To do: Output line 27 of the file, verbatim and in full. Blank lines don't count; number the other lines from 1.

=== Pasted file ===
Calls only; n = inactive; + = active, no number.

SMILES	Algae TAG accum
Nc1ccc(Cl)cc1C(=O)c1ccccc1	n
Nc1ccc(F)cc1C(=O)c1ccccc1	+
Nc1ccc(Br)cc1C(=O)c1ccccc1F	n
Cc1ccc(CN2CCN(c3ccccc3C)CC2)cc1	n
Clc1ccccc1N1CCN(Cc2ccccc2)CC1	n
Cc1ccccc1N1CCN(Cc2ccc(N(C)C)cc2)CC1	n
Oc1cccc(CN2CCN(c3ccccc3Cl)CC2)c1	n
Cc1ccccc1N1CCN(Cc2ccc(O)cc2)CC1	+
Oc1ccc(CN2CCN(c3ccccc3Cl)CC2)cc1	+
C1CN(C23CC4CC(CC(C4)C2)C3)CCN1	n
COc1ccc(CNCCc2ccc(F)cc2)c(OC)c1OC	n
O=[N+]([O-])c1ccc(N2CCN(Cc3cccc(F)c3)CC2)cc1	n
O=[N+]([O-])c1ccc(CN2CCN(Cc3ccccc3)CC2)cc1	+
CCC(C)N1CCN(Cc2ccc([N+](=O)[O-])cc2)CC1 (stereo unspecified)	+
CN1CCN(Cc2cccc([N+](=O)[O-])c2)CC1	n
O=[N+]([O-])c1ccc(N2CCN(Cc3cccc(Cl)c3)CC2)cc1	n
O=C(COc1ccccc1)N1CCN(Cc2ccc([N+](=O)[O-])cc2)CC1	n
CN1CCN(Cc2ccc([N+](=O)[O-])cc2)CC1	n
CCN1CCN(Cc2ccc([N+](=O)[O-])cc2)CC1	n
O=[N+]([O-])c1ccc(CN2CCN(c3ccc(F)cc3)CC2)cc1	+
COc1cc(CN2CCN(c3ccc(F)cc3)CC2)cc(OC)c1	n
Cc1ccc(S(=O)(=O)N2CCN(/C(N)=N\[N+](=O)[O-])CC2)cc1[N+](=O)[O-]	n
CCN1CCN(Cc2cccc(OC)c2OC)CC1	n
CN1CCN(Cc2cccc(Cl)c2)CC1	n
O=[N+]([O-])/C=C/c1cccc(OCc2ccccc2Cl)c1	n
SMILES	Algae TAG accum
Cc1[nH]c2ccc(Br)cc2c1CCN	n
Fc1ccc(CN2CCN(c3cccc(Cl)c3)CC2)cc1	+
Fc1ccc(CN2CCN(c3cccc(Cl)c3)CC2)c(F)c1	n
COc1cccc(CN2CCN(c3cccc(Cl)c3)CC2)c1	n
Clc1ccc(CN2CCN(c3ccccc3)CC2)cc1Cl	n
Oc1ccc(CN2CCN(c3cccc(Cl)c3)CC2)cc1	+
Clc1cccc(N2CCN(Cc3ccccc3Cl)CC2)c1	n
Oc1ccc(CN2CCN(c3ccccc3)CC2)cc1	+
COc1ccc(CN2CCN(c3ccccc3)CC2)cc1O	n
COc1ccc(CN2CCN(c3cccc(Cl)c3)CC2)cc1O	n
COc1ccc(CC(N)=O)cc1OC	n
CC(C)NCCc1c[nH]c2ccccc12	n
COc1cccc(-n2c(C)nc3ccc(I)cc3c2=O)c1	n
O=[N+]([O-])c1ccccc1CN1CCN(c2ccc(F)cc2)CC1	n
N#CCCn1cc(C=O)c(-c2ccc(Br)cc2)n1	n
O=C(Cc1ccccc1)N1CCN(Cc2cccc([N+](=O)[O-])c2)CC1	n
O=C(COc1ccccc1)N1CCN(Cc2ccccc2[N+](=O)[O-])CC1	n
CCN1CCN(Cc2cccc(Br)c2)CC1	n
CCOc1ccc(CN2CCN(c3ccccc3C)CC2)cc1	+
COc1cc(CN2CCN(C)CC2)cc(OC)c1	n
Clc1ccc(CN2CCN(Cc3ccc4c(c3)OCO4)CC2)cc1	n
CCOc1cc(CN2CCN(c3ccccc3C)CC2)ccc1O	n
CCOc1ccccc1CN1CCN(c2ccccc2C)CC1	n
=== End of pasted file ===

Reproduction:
O=[N+]([O-])/C=C/c1cccc(OCc2ccccc2Cl)c1	n